Friday, 20 February 2009

Altermodern or digimodern?

I've had a few days off work and during that time I went to the Altermodern exhibition at Tate Britain (not at the Tate Modern, as its name might suggest; it includes plenty of non-British art too). The Tate Triennial showcasing the latest thing(s) in art has come around again; and its curator this year Nicolas Bourriaud believes postmodernism has given way to altermodernism, a new cultural paradigm exemplified by the work of his 28 artists.

The Tate has asked me to use an article I wrote in 2006 on the death of postmodernism and the new digimodernism in a publication they're producing to tie in with their exhibition. I said yes, obviously, but wanted to see what Bourriaud thought altermodernism consisted of in practice. So what did I make of altermodernism? Well, it some places it struggles to differentiate itself from postmodernism. Like Raoul Eshelman's performativism, it seems to have been invented by a mind so immersed in postmodern and indeed poststructuralist theory that it can barely stagger out from their depths into the sun-kissed uplands of the brave new artistic world. Emphasising "trajectories" and "globalities" seems yesterday's "hybridity" and "fluidity" at the service of a new master.

Some of the work on display is very powerful (especially "The Russian Ending") but some of it is rotten. And almost all of it seems to be cursed with a need to be "interesting" which precludes beauty or profundity or scope or really interesting intelligence. There are too many smart-but-pointless video pieces as well.
I don't think of altermodernism as a rival or some kind of competitor in the -ism marketplace. I have a pragmatic view of -isms - they're created to give shape to art, to serve a purpose, and if they don't then jettison them. And digimodernism doesn't have that much to say about art, except in terms of digital art which others like Christiane Paul have written about at length elsewhere. So I went thinking that maybe Bourriaud could fill in some of the gaps in my account. I was wrong about that, but the trip wasn't a complete failure.

All in all, an interesting exhibition which I'm glad to have seen. You should see it too, if you can. Some of the artists in it deserve to go on to much greater success (while others don't, but then dramatic unevenness is the price of this kind of exhibition). But I can't believe in altermodernism and I suspect nobody else can either.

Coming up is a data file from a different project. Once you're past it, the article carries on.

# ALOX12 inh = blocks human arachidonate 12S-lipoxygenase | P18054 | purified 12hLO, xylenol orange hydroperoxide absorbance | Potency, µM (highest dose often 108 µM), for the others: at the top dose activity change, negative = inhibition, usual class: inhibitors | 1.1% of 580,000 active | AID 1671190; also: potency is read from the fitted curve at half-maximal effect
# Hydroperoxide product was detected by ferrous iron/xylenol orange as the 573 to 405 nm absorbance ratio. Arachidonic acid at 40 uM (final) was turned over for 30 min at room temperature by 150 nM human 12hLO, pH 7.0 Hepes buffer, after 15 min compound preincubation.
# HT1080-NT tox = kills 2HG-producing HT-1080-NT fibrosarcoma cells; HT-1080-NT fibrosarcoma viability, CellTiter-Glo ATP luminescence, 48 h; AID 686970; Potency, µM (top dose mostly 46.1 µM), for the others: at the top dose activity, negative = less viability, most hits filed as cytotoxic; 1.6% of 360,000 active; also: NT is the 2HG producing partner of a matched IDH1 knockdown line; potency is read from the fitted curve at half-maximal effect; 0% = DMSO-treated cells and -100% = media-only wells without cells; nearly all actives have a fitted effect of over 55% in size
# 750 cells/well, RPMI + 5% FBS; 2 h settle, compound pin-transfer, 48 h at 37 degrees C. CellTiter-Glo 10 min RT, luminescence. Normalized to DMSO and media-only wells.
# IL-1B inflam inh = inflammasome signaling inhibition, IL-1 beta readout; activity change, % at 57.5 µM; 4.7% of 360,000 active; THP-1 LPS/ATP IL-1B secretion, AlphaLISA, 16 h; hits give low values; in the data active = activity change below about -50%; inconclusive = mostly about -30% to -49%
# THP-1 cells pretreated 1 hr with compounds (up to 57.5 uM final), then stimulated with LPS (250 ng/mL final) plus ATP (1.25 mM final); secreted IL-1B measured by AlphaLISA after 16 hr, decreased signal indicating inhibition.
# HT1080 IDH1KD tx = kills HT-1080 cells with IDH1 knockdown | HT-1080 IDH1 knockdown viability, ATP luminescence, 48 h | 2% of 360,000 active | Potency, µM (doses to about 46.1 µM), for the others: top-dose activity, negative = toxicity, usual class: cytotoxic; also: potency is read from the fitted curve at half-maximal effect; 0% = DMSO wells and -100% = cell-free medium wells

Here's his manifesto anyway:
A new modernity is emerging, reconfigured to an age of globalisation – understood in its economic, political and cultural aspects: an altermodern cultureIncreased communication, travel and migration are affecting the way we live Our daily lives consist of journeys in a chaotic and teeming universeMulticulturalism and identity is being overtaken by creolisation: Artists are now starting from a globalised state of cultureThis new universalism is based on translations, subtitling and generalised dubbingToday’s art explores the bonds that text and image, time and space, weave between themselvesArtists are responding to a new globalised perception. They traverse a cultural landscape saturated with signs and create new pathways between multiple formats of expression and communication.The Tate Triennial 2009 at Tate Britain presents a collective discussion around this premise that postmodernism is coming to an end, and we are experiencing the emergence of a global altermodernity.Nicolas BourriaudAltermodern – Tate Triennial 2009at Tate Britain 4 February – 26 April 2009

1 comment:

  1. I'm curious about why digimodernism wouldn't have much to say about art. The role of a lot of art is to play with and maybe even change prevailing ideas. If digimodernism is a way to talk about NOW, then it seems that it would have lots to say about contemporary art.

    At least, I'd like to hear more from you on the subject. (I'm in the middle of your book and finding it hard to put down)